One thing is for sure, changing chord does not equate to changing mode.

  • If it's in D Dorian, then D is tonic and then it's not "in the key of C". Key is more about tonic than it is about scale. I would write it like in D minor, but accidentals for every B. May 28, 2020 at 15:19
  • 1
    Here we go again.
    – user50691
    May 28, 2020 at 15:20

Yes, sort of! But I think the aural effect will be more of a diatonic chord sequence in C major.

If you want to establish a different mode - say Phrygian - you'd need to give the Em chord more prominence in the structure of the music. At the very least, start and end the sequence on that chord.


yeah that's the basis of chord scale theory. You can then extend it by adding the 7th to each chord, just watch the B it becomes Bm7b5. For more info: https://www.berklee.edu/bt/121/chord.html

  • dv'd as not correct.
    – Tim
    May 27, 2020 at 15:23
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    How is what I have said not correct? I quote here directly from the Berklee website: "The chord-scale approach is based on the idea that if a chord is diatonic to a scale, then that scale can be used as a source to derive melody on that chord".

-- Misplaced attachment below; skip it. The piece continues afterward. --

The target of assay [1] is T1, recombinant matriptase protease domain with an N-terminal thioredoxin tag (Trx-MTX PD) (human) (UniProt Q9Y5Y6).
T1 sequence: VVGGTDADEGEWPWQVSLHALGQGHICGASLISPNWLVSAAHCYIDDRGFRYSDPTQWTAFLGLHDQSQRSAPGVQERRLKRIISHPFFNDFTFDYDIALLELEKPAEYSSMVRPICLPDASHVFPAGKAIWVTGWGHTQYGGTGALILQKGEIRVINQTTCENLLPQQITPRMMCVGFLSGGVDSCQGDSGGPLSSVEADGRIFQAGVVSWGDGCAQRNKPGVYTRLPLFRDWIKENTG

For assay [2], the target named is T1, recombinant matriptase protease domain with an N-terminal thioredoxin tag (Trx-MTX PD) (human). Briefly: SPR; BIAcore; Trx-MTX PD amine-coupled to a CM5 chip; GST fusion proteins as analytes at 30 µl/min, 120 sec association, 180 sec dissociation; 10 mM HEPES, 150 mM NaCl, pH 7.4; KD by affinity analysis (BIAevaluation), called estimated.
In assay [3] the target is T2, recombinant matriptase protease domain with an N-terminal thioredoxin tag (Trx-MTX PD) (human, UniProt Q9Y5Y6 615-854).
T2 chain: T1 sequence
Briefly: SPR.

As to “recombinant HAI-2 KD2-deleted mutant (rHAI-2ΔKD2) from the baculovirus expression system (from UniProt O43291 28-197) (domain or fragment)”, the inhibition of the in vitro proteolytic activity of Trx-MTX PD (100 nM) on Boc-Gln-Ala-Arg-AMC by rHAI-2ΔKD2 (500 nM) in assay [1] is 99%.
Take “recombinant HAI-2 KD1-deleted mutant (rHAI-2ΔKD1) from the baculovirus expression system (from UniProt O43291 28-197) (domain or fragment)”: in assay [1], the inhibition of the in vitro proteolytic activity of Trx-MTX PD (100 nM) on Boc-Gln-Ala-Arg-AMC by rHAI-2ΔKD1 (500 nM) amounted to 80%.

– meganoob
    May 27, 2020 at 23:16
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    @meganoob That quote means that since Dm is diatonic to C Ionian, you can use the notes from the C Ionian scale to create a melody over Dm. However, Dm is also diatonic to the Bb Ionian scale, as well as F Ionian, C Dorian, D Dorian, G Dorian, E Phrygian, G Mixolydian, D Phrygian, etc. and all of those scales can be used just as well, depending on what kind of harmony you want to do. The notes of Dm are even found in D diminished scales! Modes have scales, but scale and mode are not the same thing. Mode needs a tonic. The OP is confused. Don't support the confusion. -1 May 30, 2020 at 12:03